FAQs

Temple Greenways – FAQs2018-09-04T17:12:41+00:00

Harbour Walkway

Yes, the Harbour Walkway has been designed to be accessed by all users. All ramps will be DDA compliant, safety hand railing will be provided and the finished surface will be flat and non-slip.
Yes, the Harbour Walkway has been designed to be accessed by all users. All ramps will be DDA compliant, safety hand railing will be provided and the finished surface will be flat and non-slip.
Yes, the Harbour Walkway has been designed to be accessed by all users. All ramps will be DDA compliant, safety hand railing will be provided and the finished surface will be flat and non-slip.

Yes, cyclists will be able to cycle on the Harbour Walkway. However, as is required for all shared use areas, all users must look out for one another. During busy periods, it is recommended that for safety to all it would be more suitable for cyclists to push their bikes for this stretch.

No, we believe that it is not appropriate to provide segregation on the Harbour Walkway. This new route is to be provided as a shared use path which is accessible to all users.
The handrail height is proposed at 1.4m which is per standard guidance.
The Harbour Walkway will reduce the navigable channel within this area of the Floating Harbour and there will be a particular impact to the tunnel under the Temple Meads Viaduct. However, with a minimum useable width of approx. 11m through the tunnel this will be sufficient for the marine vessels that regularly operate in this area of the Floating Harbour. If a larger vessel is required to use this area of the Floating Harbour, which would be very infrequently, they would need to coordinate with the Harbour Master’s Office to use the other tunnel with care.
Currently the design is based on a light source from the pontoons.
An ecology study has been completed and has confirmed that there are no bats or other wildlife living in the tunnel. However, an ecologically sensitive area outside of the tunnel, but within the project area, has been identified and the design has considered this to ensure no disturbance to this area.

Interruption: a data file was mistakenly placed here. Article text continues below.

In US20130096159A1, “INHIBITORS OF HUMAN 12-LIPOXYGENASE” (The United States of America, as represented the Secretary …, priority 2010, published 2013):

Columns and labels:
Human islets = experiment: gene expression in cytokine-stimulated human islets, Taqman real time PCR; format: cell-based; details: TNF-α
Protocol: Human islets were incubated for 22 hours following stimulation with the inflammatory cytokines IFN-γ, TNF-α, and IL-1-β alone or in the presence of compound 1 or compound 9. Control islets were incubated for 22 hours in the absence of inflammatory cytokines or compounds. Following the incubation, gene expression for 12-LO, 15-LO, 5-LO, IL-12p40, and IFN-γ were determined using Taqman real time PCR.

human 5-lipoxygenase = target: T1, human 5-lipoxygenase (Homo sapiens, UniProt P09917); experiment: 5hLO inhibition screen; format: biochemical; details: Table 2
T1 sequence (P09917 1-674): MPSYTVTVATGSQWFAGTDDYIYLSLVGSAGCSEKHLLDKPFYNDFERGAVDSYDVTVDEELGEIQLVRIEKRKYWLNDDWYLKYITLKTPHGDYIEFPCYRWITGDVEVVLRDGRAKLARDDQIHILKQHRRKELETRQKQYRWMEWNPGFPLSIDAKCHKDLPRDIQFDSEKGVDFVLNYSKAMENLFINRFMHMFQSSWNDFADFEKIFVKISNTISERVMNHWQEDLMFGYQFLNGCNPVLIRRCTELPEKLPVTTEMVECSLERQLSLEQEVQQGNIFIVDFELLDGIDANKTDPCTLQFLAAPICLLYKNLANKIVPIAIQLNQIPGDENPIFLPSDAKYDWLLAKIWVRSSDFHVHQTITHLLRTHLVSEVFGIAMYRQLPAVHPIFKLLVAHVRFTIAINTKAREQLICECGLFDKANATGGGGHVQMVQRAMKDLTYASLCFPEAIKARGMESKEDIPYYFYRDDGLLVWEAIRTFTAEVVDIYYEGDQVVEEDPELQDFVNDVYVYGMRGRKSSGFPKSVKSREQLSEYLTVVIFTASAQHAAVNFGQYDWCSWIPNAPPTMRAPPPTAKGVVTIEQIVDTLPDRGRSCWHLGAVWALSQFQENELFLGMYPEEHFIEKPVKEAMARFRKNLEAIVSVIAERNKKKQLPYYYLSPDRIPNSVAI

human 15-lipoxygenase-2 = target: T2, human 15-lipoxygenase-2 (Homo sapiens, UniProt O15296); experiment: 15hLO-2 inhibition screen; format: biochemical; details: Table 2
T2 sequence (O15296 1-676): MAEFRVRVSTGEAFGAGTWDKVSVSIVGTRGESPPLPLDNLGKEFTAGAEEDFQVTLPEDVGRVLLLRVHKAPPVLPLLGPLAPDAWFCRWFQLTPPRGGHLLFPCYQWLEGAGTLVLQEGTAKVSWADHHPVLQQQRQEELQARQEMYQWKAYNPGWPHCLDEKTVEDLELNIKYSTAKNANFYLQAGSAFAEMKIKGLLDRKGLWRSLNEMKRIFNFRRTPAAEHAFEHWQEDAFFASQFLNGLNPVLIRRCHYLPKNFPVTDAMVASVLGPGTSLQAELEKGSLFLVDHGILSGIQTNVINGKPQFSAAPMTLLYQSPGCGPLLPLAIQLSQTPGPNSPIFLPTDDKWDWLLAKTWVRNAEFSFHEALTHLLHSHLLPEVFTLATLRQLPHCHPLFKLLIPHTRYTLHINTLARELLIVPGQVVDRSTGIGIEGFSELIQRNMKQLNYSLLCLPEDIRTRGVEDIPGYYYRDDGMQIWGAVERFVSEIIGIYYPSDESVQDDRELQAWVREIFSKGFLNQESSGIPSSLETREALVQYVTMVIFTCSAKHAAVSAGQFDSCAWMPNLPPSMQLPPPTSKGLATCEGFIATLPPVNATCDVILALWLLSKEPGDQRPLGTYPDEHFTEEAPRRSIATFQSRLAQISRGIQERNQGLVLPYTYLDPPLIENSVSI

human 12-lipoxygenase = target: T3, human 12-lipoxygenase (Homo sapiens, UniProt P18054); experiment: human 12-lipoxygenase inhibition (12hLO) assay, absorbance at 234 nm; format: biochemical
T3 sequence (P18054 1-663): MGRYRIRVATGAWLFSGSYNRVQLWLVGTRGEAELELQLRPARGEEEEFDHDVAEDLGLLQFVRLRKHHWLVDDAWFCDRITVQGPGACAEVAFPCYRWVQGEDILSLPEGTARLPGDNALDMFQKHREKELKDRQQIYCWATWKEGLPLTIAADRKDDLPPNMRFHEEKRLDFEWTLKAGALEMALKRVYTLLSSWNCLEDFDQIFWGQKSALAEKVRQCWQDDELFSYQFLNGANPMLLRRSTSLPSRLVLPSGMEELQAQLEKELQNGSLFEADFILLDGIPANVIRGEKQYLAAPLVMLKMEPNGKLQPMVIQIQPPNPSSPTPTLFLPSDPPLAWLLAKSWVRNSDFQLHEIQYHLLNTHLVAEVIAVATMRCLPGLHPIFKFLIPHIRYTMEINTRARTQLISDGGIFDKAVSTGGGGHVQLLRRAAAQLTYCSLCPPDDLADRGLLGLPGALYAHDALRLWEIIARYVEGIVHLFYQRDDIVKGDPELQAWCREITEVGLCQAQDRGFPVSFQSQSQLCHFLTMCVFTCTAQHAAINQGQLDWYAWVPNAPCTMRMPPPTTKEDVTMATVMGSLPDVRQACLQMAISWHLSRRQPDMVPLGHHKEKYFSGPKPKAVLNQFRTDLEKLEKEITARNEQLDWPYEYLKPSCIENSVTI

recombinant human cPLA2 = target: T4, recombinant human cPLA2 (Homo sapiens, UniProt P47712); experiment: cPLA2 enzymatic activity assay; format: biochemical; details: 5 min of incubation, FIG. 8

Cattle Market Road

Before being made eastbound only, Cattle Market Road had been closed to through traffic since June 2014 and therefore traffic that used to use this route would have already found an alternative route. There are a number of alternative routes for motor vehicles and the choice of route is dependent on their origin and destination. A traffic study was completed, which confirmed that the change would not have a significant impact on traffic flows.

The former Royal Mail Sorting Office on Cattle Market Road was acquired by Bristol City Council in 2015, and it was has since been announced as the site of the University of Bristol’s new Temple Quarter Enterprise Campus. This is the largest derelict site in the area and it is hoped that it will be a catalyst for further development.

Our proposals have focused on the protection of existing ecology and encouraging it to develop and flourish.

Yes, some trees were removed. However, these will be replaced with more ecologically appropriate species which will be identified through the development of tree planting strategy.

The routes will be suitably lit and CCTV installed to improve safety and security within this area. This will improve further with the future development within the area.